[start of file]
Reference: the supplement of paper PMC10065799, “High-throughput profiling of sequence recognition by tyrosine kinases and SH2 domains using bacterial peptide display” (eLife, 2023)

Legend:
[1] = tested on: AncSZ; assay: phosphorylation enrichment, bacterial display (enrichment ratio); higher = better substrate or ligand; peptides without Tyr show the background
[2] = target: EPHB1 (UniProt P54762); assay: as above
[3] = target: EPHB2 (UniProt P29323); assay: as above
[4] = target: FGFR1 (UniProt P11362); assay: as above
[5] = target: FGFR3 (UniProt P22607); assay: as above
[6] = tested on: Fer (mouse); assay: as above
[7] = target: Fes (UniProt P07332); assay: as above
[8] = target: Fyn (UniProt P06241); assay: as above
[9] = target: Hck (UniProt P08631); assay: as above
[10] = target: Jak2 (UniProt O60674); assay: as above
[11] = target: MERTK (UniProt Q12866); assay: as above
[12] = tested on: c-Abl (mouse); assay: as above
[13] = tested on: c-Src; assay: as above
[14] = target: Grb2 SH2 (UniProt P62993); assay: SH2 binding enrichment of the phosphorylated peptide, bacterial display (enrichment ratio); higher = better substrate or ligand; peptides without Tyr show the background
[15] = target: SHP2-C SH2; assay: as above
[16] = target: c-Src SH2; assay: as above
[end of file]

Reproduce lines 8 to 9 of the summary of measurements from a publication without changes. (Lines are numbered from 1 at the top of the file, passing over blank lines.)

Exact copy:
[6] = tested on: Fer (mouse); assay: as above
[7] = target: Fes (UniProt P07332); assay: as above